Setting a VoIP SIP user agent with Embedded Linux

This is a guest post by Leonardo Graboski Veiga, working for Toradex.


This article’s main goals are: to cross-compile the PJSIP libraries and the PJSUA API reference implementation; deploy it to the target system; give an overview about the SIP protocol; and explore the reference implementation features, regarding audio only. For this purpose, a Computer on Module (CoM) from Toradex was chosen in the following configuration: Colibri iMX6DL* + Colibri Evaluation Board. The evaluation board and CoM are displayed in Figures 1 and 2, respectively.

Figure 1 – Colibri Evaluation Board


Figure 2 – Colibri iMX6DL

VOIP or Voice over IP, is a term designed to refer to a set of methods and technologies targeted for the implementation of telephony services over the Internet. For the purpose of this article, the scope will be limited to the use of a reference implementation built upon the SIP communication handling protocol by means of the PJSIP libraries and PJSUA2 API. If you wish to gather more information about VOIP itself, there is a website that labels itself “A reference guide to all things VOIP” and it holds comprehensive information on the matter.

SIP is the Session Initiation Protocol – a protocol used for signaling and handling communication sessions. This protocol is sometimes referred to as the de facto standard for VOIP implementations. It is an IETF (Internet Engineering Task Force) standard even though there are other options to SIP, such as IAX2. SIP employs the RTP protocol for data transmission which itself is encapsulated in TCP or UDP and can be encrypted by using TLS.

PJSIP is a set of libraries that implements the SIP and related protocols such as RTP and STUN, among others in C language. Some of its advantages are that it is free, open source, and highly portable. It was started in 2005 and is still being maintained and improved with wide documentation and the advantage of having a high level API named PJSUA2 for easily building custom applications. The PJSUA2 even has an online book for its official documentation.


The first step to cross-compile the PJSIP libraries and the test/sample application is to have the toolchain set. To do it, we can follow the toolchain for hard float calling convention section of this article. Note that if you are willing to use your own cross-compilation toolchain, according to this PJSIP documentation, you are required to have the following GNU tools: GNU make (other make will not work), GNU binutils, and GNU gcc for the target.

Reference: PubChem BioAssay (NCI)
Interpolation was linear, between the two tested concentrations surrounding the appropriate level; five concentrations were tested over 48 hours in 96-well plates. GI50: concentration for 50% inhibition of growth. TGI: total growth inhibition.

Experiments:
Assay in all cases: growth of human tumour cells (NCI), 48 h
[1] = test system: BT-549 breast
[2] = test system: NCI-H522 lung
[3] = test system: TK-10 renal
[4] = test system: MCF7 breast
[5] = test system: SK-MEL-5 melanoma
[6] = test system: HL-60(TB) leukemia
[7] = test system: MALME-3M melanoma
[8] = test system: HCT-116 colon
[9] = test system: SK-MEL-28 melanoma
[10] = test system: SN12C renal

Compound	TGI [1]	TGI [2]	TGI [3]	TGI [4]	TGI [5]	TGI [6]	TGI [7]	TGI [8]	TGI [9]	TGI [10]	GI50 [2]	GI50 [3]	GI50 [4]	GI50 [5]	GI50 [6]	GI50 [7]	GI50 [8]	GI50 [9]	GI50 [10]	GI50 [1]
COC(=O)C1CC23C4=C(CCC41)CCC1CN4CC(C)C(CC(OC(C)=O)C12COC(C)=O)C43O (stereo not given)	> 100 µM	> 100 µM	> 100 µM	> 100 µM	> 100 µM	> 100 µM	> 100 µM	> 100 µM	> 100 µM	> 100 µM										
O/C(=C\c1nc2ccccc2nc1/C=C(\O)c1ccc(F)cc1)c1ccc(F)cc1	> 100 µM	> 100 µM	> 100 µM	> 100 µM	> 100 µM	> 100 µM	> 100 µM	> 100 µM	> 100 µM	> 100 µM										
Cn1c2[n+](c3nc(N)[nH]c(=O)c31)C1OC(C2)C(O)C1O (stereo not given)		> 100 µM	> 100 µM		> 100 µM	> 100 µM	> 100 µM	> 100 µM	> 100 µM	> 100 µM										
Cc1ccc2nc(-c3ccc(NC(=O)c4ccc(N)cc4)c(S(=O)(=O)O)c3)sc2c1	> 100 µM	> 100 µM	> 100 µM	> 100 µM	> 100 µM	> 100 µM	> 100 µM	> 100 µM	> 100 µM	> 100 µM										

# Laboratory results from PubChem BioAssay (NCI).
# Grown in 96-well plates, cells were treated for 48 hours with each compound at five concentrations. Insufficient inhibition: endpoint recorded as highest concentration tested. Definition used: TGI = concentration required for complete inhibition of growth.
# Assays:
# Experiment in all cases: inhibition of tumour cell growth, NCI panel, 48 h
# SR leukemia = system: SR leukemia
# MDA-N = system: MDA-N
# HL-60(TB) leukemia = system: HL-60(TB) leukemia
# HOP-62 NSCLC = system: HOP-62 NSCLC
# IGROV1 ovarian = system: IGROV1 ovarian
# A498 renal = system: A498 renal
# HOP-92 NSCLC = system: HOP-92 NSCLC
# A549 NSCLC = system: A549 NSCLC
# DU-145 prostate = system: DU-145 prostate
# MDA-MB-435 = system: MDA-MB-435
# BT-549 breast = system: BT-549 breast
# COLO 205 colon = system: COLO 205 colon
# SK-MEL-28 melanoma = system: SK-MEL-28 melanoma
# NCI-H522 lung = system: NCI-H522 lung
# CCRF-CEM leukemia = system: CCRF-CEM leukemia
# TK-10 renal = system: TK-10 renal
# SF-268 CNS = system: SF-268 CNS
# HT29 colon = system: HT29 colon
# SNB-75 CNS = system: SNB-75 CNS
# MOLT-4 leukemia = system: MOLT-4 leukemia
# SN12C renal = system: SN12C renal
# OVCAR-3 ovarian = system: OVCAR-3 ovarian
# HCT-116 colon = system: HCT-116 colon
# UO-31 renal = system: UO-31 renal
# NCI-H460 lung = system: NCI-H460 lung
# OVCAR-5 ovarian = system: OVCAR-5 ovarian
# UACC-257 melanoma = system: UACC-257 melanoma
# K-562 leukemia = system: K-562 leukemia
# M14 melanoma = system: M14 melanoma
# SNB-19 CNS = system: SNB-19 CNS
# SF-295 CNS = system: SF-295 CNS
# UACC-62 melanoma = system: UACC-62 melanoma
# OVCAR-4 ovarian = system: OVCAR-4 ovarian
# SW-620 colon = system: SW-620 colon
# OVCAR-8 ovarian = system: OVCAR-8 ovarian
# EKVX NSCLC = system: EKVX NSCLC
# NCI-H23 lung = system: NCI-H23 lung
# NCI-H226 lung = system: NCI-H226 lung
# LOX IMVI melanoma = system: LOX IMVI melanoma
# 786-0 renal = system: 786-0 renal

If the basic rootfs provided by Linaro doesn’t have some ALSA headers and the library needed to compile PJSIP, we will download and compile these libraries from the ALSA project website. In this article, the alsa-lib version downloaded was 1.1.1. then we will install the headers and library to the Linaro rootfs.

Install the toolchain Linaro:

Export the environment variables:

Download and unpack the ALSA lib:

Before compiling the ALSA lib source codes, it is necessary to run the autoconf script with the CFLAGS, LDFLAGS and prefix variables pointing to the rootfs from the Linaro toolchain:

Then just build and install. After the make command, the compilation will fail at some point; but it doesn’t matter because the headers and library we need will have been compiled.

Having the toolchain configured, it is time to download and extract the PJSIP source codes to the host machine and then go into the directory that holds the unpacked content. At the time this article was written, PJSIP version was 2.5.1.

Before compiling the PJSIP source codes, it is necessary to run the autoconf script pointing to the previously modified rootfs from the Linaro toolchain. It is almost the same way we did to compile the ALSA libraries, except for the fact that the directory where we want the compiled libraries to be installed is a directory we will compress and deploy to the target machine.

Then we are able to compile the libraries and also copy the reference implementation executable to the installation folder:

The next steps are to compress the folder and copy it to the Colibri iMX6. To discover the iMX6 IP, you can issue the ifconfig command:

Finally, log into the Colibri iMX6:

Now, we have the PJSIP deployed to the target – although it isn’t necessary for our next steps, since we will be using a binary only, you may find it useful somehow while developing applications of your own. We are also ready to start using the reference implementation, but first, let’s check some other things.

Audio check and configuration

The PJSIP library uses ALSA (Advanced Linux Sound Architecture) resources, which is also the audio subsystem used by the Toradex embedded system BSPs. Before starting, make sure you plug a headphone/speakers and a microphone into the carrier board with the system powered-off, as illustrated in the Figure 3.

Figure 3 – Connecting the mic/headphones/speakers to the Evaluation Board

Then you can use the alsamixer application to adjust the audio options according to your system.